We conked out pretty early and the next morning got up, had breakfast and broke camp. We walked the quarter mile to the end of the Scott Mountain trail (trail junction sign above) to finish it off and then saddled up to head back down. Going back DOWN the Scott Mountain trail was considerably easier than coming up it the previous day.  We quickly covered the 3.6 miles back down to Schoolhouse Gap where we stopped for lunch (mac & cheese, tuna & crackers, more trail mix & granola bars).

In addition to doing the Chestnut Top & Scott Mountain trails I wanted to finish off the Schoolhouse Gap trail.  Jesse and I had done part of this trail on a previous trip (from Turkeypen Ridge trail to Laurel Creek Road), but I was missing a 1.1 mile section. Shane suggested that instead of just walking down the trail and then back up that we take an old trail (not on the current map) from Schoolhouse Gap down into White Oak Sinks and get onto the Schoolhouse Gap trail from there. I'd heard of, but never been to, White Oak Sinks before and it sounded like a great plan to me. (I could go on for a while here explaining the geology that resulted in this unique formation, but I'll spare you the details - basically, it's a big hole in the floor of the Smokies where the limestone base layer has been exposed and is full of caves)

The pictures above really don't do justice to the place - it's truly astounding. The walls are sheer and high, and the floor is as level as a baseball field in places. There are cracks and caves and waterfalls all over the place. Entry into all caves is forbidden now to prevent the spread of white-nose syndrome that's killing bats all over the eastern U.S. The last place Shane took me before we headed out is called "the grotto" and has a really nice waterfall spilling over a ledge and down into a cave opening (see below).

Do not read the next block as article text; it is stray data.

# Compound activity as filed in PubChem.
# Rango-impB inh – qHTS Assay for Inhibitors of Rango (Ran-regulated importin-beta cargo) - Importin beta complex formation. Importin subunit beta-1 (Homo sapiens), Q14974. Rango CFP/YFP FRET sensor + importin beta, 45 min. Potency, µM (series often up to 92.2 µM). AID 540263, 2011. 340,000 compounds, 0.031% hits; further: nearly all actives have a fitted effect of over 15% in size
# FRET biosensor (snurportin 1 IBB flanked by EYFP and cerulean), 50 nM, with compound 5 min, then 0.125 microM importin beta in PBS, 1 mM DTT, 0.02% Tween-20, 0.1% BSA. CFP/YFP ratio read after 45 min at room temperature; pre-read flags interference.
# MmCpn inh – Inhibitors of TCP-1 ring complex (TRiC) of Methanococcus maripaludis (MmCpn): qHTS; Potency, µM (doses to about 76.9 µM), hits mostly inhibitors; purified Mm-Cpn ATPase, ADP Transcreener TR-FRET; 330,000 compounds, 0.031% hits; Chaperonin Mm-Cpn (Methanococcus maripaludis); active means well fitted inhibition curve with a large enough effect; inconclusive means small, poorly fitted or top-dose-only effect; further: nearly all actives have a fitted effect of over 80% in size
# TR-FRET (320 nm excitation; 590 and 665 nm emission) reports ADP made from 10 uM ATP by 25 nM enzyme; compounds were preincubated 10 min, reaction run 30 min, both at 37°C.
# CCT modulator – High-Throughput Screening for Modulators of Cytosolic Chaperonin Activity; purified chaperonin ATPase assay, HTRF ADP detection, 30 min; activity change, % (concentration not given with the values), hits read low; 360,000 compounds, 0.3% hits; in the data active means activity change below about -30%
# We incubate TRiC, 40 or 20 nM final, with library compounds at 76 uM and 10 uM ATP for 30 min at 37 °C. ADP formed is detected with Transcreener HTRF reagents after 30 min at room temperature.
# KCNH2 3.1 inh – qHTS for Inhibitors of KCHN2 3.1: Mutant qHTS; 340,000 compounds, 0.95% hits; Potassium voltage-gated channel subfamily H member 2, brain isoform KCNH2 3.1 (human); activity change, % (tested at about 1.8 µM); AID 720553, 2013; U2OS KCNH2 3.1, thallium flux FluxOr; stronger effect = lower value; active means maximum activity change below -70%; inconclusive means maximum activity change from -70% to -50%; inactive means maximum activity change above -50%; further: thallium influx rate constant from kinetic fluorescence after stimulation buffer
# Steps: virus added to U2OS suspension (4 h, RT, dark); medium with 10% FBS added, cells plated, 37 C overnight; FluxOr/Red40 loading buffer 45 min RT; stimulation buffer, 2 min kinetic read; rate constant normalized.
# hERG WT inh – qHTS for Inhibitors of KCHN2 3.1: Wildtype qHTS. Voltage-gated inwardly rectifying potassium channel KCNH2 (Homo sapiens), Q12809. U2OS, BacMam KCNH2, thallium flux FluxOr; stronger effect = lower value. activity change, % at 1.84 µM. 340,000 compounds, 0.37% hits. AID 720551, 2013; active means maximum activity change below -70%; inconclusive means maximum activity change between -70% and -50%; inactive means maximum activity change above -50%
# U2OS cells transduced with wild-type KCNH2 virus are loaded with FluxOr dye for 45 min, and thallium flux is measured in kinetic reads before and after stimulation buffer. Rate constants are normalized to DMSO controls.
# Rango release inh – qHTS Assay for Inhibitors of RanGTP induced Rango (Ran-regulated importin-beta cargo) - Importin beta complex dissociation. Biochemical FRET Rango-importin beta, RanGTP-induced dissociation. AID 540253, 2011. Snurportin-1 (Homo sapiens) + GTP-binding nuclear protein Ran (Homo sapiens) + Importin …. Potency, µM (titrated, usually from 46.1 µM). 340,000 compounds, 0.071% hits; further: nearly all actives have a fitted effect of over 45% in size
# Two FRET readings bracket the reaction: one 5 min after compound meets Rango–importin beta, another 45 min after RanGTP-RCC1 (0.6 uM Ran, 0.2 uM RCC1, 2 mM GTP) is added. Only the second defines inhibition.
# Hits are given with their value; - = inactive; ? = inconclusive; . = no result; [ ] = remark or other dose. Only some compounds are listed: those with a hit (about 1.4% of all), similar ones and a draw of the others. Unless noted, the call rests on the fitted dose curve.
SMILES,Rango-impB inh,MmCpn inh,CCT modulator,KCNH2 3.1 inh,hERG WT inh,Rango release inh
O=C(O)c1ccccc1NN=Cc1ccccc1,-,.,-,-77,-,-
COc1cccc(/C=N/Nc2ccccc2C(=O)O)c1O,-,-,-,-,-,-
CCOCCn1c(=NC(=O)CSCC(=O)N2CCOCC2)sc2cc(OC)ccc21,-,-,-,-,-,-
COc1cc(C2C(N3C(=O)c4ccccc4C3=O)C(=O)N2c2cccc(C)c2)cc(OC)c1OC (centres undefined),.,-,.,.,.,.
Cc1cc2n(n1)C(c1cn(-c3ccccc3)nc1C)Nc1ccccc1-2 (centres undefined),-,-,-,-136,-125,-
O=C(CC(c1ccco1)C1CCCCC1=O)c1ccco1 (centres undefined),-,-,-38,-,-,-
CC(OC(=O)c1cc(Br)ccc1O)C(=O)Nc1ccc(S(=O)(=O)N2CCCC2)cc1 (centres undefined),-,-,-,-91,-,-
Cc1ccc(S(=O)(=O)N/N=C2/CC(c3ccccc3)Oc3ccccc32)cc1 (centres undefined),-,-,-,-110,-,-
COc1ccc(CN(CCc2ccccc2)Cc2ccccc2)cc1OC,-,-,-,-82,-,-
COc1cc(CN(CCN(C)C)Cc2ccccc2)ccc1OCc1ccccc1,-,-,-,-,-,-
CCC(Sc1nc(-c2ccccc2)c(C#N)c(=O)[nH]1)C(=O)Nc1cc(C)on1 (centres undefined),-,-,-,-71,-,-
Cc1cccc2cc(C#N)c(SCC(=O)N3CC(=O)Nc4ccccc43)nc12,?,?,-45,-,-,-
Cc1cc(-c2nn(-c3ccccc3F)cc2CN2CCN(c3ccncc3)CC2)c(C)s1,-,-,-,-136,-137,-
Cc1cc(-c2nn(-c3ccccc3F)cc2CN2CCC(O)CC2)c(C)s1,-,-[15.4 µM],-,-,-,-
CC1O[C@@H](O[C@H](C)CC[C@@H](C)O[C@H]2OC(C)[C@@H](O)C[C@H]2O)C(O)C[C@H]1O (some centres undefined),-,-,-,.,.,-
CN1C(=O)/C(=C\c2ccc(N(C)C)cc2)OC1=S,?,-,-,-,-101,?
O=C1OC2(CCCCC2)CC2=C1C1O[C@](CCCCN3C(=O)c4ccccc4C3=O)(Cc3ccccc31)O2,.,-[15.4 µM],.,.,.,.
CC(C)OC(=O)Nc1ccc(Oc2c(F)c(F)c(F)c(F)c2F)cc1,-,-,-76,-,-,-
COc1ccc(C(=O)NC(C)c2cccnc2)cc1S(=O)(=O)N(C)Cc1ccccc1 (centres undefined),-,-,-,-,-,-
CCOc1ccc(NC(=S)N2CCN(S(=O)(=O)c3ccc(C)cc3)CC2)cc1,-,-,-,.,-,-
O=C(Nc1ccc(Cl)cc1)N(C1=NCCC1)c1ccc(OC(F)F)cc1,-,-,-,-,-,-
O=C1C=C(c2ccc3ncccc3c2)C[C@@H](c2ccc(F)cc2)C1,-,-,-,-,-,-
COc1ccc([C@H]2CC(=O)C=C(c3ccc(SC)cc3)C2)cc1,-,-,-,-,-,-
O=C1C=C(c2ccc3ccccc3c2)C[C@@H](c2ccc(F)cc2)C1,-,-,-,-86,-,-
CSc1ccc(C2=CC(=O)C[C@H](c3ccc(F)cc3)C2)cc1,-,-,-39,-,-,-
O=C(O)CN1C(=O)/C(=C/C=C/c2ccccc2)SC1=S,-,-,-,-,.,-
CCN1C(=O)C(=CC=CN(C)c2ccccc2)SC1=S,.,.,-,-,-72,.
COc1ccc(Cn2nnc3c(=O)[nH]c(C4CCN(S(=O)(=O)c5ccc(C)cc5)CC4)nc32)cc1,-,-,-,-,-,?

From here we headed up (again...) and out to the Schoolhouse Gap trail right near its junction with the Turkeypen Ridge trail.

At this trail junction we met a group of 5 or 6 campers who looked like they didn't have a clue what they were doing. They were carrying their gear in duffle bags, had on jeans and T-shirts, and asked me "where's a good place to camp around here?" I asked if they had a trail map (no) or if they knew that you can only camp at designated sites (no). I got out my trail map and showed them where they were and where some good nearby campsites were.  I hope they found their way ok...  I was a little worried we might hear about them on the news the next day having to be rescued.

By now it was mid-afternoon so Shane and I headed back down Schoolhouse Gap trail (1.1 miles) to get back on to Chestnut Top trail and back to my car waiting for us at the Y.  Those last 4.3 miles really took their toll on both of us, and we were happy to get back to the car. I was pretty sore Saturday night, but very happy to have completed another 1% of the trails in the Smokies and visited a new part of the park. I want to go back to White Oak Sinks in a week or two and see it once the wildflowers are out in full force. It was a blast to have a weekend with Shane - we've hiked and camped a lot together with the Boy Scouts, but rarely just the two of us and I really enjoy his company. 

So, til next time, happy hiking!


  1. I want the detailed explanation of the geology of the sinks! I never knew before I started homeschooling that geology was so fascinating.